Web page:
“Speaking of the sphere” muttered Aristophanes over the gentle thrumming of the air pump, “let’s raise it up and check it.”
Alexia threw a lever on a slightly lashed together control panel, and the chain being to crank slowy up on to a drum above their heads. Both looked anxious as they heard the sound, and scanned the lakeshore for any passing constables, but there was nothing. They began to feel calmer as the black painted silver steel sphere broke the surface.
Alexia used a gaff hook to snag the assorted mechanised arms and pipes protruding from the top third of the dully matte machine. She pulled it in close to the side of the raft, and reached over with both arms to open the hatch at the top of the device, which was barely three feet wide at the top.
The hatch swung open, to reveal in a dimly lit interior the angered face of Carina Cartena, cat burglar and private contractor, as caught by Aristophanes at the theatre.
“Ah my dear Carina, that’s an hour. All good so far?”
The raven framed face glared up at him. “Brown you swine, what are you doing? Why have you imprisoned me in this wretched box? I demand you release me!”
Alexia began to lower the hatch again.
“And tell your harsh faced friend that when I get out of this thing, her life won’t…”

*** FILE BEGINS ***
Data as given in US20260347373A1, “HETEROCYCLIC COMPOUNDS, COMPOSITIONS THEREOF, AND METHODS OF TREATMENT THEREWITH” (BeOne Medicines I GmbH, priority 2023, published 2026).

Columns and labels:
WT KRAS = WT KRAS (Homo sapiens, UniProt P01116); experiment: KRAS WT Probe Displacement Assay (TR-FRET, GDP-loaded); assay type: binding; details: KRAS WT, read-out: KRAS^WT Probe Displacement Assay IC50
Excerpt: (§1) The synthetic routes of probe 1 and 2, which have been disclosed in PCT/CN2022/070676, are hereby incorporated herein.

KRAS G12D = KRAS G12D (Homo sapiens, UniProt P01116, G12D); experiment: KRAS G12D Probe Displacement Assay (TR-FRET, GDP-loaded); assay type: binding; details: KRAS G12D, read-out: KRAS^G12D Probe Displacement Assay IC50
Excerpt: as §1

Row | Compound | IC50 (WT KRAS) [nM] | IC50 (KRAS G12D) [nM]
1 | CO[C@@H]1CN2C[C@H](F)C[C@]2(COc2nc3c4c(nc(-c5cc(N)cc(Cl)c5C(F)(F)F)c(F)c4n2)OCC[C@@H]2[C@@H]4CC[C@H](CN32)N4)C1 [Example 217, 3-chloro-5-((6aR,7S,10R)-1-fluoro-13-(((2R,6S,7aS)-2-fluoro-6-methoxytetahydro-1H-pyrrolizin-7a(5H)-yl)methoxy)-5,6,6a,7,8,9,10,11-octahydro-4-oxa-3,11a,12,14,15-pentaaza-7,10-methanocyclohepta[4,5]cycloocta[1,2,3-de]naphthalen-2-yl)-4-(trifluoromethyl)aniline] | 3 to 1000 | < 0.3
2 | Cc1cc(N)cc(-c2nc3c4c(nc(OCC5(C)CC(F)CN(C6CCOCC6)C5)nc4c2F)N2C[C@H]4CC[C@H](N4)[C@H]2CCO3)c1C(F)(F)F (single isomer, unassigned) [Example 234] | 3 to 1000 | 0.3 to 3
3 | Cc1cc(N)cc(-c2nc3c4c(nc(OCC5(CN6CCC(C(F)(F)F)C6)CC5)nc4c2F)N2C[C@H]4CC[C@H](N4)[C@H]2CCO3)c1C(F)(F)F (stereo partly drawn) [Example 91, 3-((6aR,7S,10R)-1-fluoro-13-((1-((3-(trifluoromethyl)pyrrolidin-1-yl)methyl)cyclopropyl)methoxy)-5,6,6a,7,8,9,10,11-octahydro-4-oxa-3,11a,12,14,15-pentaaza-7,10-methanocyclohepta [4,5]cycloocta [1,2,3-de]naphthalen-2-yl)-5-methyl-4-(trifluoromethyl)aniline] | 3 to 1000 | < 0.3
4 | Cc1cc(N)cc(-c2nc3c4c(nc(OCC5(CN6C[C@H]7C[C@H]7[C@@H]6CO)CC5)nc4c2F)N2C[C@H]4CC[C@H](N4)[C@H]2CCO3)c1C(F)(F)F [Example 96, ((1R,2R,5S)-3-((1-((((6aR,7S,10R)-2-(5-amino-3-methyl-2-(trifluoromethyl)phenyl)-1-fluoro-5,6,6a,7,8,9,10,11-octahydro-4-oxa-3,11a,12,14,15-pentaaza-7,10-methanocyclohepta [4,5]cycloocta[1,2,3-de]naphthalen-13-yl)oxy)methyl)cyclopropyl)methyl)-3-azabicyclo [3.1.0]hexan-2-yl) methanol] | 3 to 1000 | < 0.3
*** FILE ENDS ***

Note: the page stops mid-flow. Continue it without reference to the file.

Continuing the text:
Alexia slammed the hatch closed. Aristophanes flicked his lighter, and knocked on the porthole just visible above the waterline, as the chain began to lower the machine again.
“One more hour Carina, then we’ll be sure it works. You are doing very well!”
Carina’s voice was dulled behind the glass. “You swine! You brigand! You bast…”
And below the water she went.
“Well Alexia, there’s no issue with her oxygen supply! I’m pleased with progress, you’ve excelled yourself!”
Aristophanes lit another cigarette even though he hadn’t actually finished the one he was smoking before.
Written in 20 minutes, inspired by my Futurelearn Oceanography course
“Evidently.” said Alexia thoughtfully, auburn hair as coal in the dark, blowing across her face on the faintest breeze. “Another hour, yes?”
Alexia Laplace consulted her fob watch by the light of Aristophanes’ cigarette.
Copyright Mulberry Lightining 06.11.14
This wonderful device is used for the accurate prediction of the timing of tides, and their level. It incorporates 30 different harmonics to make its predictions, and features in my Oceanography futurelearn course.
Straightaway, I thought of the Antikythera mechanism. This film has a very hypnotic quality.